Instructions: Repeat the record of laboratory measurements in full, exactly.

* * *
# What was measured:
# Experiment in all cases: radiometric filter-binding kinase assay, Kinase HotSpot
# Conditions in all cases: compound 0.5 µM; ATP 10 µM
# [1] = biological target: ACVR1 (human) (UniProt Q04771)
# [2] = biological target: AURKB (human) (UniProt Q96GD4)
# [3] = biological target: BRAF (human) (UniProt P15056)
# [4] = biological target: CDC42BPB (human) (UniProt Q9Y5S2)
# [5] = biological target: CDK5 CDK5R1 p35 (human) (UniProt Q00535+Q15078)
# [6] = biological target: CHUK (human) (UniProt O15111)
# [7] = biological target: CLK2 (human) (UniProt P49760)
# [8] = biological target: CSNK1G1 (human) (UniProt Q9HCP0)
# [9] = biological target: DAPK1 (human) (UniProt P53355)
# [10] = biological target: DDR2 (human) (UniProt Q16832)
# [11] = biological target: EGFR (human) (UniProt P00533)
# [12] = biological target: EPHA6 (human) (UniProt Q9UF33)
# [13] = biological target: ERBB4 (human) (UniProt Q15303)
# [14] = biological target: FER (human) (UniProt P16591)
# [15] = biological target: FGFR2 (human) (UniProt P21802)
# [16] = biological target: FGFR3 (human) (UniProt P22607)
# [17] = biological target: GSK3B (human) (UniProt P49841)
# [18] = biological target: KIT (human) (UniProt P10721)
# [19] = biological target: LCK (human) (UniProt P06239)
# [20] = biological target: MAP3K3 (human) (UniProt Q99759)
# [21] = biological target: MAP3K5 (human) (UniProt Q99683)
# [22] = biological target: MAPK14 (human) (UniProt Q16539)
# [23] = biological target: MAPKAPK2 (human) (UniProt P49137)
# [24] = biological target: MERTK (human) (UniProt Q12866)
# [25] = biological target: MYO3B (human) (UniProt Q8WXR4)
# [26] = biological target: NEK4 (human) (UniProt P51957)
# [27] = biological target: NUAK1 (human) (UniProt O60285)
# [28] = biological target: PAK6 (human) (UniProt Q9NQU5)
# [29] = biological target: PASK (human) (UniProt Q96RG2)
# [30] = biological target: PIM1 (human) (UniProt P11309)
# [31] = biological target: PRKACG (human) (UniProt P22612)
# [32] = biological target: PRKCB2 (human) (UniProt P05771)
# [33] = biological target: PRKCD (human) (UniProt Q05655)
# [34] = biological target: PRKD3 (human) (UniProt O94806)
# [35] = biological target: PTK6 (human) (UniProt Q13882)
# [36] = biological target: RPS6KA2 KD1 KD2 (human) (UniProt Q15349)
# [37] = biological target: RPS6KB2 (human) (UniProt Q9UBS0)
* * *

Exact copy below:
# What was measured:
# Experiment in all cases: radiometric filter-binding kinase assay, Kinase HotSpot
# Conditions in all cases: compound 0.5 µM; ATP 10 µM
# [1] = biological target: ACVR1 (human) (UniProt Q04771)
# [2] = biological target: AURKB (human) (UniProt Q96GD4)
# [3] = biological target: BRAF (human) (UniProt P15056)
# [4] = biological target: CDC42BPB (human) (UniProt Q9Y5S2)
# [5] = biological target: CDK5 CDK5R1 p35 (human) (UniProt Q00535+Q15078)
# [6] = biological target: CHUK (human) (UniProt O15111)
# [7] = biological target: CLK2 (human) (UniProt P49760)
# [8] = biological target: CSNK1G1 (human) (UniProt Q9HCP0)
# [9] = biological target: DAPK1 (human) (UniProt P53355)
# [10] = biological target: DDR2 (human) (UniProt Q16832)
# [11] = biological target: EGFR (human) (UniProt P00533)
# [12] = biological target: EPHA6 (human) (UniProt Q9UF33)
# [13] = biological target: ERBB4 (human) (UniProt Q15303)
# [14] = biological target: FER (human) (UniProt P16591)
# [15] = biological target: FGFR2 (human) (UniProt P21802)
# [16] = biological target: FGFR3 (human) (UniProt P22607)
# [17] = biological target: GSK3B (human) (UniProt P49841)
# [18] = biological target: KIT (human) (UniProt P10721)
# [19] = biological target: LCK (human) (UniProt P06239)
# [20] = biological target: MAP3K3 (human) (UniProt Q99759)
# [21] = biological target: MAP3K5 (human) (UniProt Q99683)
# [22] = biological target: MAPK14 (human) (UniProt Q16539)
# [23] = biological target: MAPKAPK2 (human) (UniProt P49137)
# [24] = biological target: MERTK (human) (UniProt Q12866)
# [25] = biological target: MYO3B (human) (UniProt Q8WXR4)
# [26] = biological target: NEK4 (human) (UniProt P51957)
# [27] = biological target: NUAK1 (human) (UniProt O60285)
# [28] = biological target: PAK6 (human) (UniProt Q9NQU5)
# [29] = biological target: PASK (human) (UniProt Q96RG2)
# [30] = biological target: PIM1 (human) (UniProt P11309)
# [31] = biological target: PRKACG (human) (UniProt P22612)
# [32] = biological target: PRKCB2 (human) (UniProt P05771)
# [33] = biological target: PRKCD (human) (UniProt Q05655)
# [34] = biological target: PRKD3 (human) (UniProt O94806)
# [35] = biological target: PTK6 (human) (UniProt Q13882)
# [36] = biological target: RPS6KA2 KD1 KD2 (human) (UniProt Q15349)
# [37] = biological target: RPS6KB2 (human) (UniProt Q9UBS0)